Phonological Aspects
In Arabic language the sounds   =J and     dw are pronounced differently even among Arabs let alone the Asians, Europeans and Africans. Interestingly, these sounds are in their hundreds in the Qur’an, and the science of recitation of the Qur’an insist on the proper productions of all its sounds, while leading prayers, a Chinese Iman recites Yaajuuju wa maa juujuu (Gogs and Magogs) as: Yaacucu wa maa cuucu changing letter j to c being the Chinese equivalent sound to J, an Egyptian follower in a prayer quickly interrupts only to correct the wrong pronunciation with yaaguuga wa maaguuga now replacing letter j with g which is common in Egyptian Arabic. The Egyptian’s problem is more severe than that of the Chinese and hence a Sudanese took over the prayer with the most ugly pronunciation replacing J with S yaaguusu wa maaguusu.

In some cases replacement of sounds do happen in borrowed words. Phonological adoptions of English loan words in Hausa are sometimes simple and direct. Thus, it may be of insertion of vowels or consonants or deletion as the case may be. In Hausa dialectical conflicts, Kano dialect is always referred to as standard by Kano elites and their students, thus Sokoto and Katsina dialects are left behind in the so-called standardization of Hausa. It was reported that a Sokoto man wanted to buy ‘sweet’ in Kasuwar Kurmi market. He was so careful to his own dialect that “sweet” is minti in Sokoto dialect but not so sure of the equivalent name in Kano dialect, he then resorted to the trade name ‘tom-tom’ but instead decided to replace the vowel “I” with “u” in an effort to produce a proper Kano realization, hence he mentioned: “Alhaji akwai munta”, unfortunately, in both dialects “munta” means anus. The Kano trader, laughed and said: ‘Ni ma ɗaya ke gare ni’, ka ƙarasa gaba wataƙila da mai ta sayarwa’. Meaning: “Oh my dear! I only have one, you may wish to go round and ask for anyone with an extra for sale”. What generates laughter is the intended meaning is completely lost and the message is therefore wrongly perceived.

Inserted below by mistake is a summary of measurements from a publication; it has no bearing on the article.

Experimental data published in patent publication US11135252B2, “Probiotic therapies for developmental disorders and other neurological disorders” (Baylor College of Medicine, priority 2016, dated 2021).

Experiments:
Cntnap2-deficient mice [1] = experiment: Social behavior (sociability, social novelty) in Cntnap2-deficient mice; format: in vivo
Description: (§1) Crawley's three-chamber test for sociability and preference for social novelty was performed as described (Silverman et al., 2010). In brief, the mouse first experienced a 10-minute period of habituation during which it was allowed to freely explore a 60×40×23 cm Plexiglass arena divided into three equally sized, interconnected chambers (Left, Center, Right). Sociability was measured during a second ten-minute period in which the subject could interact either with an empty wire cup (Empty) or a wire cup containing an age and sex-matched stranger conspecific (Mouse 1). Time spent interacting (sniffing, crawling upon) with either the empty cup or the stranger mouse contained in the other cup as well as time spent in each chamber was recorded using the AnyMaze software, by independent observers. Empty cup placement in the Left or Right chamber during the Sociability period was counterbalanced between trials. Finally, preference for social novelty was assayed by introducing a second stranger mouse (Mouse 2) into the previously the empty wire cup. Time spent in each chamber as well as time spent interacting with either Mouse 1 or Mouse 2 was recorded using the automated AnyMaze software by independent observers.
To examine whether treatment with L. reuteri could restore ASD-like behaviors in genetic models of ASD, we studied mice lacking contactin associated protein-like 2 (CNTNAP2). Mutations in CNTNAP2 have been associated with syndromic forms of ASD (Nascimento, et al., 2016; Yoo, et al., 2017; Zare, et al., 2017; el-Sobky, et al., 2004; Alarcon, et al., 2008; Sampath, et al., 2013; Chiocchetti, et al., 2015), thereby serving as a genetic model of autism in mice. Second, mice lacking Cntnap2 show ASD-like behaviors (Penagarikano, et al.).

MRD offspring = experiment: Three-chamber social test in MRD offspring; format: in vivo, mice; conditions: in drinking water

Vowel Length:
What makes language to be rich and relevant in all ages is the abundance of vocabularies and the quality of such vocabularies in given multiple meaning in different contexts. In the study of laughter, vowel length is another area of its special interest. A speaker be him a native or non-native speaker of a given language may encounter problems in the tone pattern of a given “word” especially when in duress or not comfortable with the text or passage he is reading: An amateur Hausa Radio reporter, reporting a case from the Lower Area Court, Andarai, Kebbi state, reporting a judgement pronounced by the court in respect of nine ladies found guilty of malicious offences and the court therefore fined each of the culprits respectively. In the report it reads: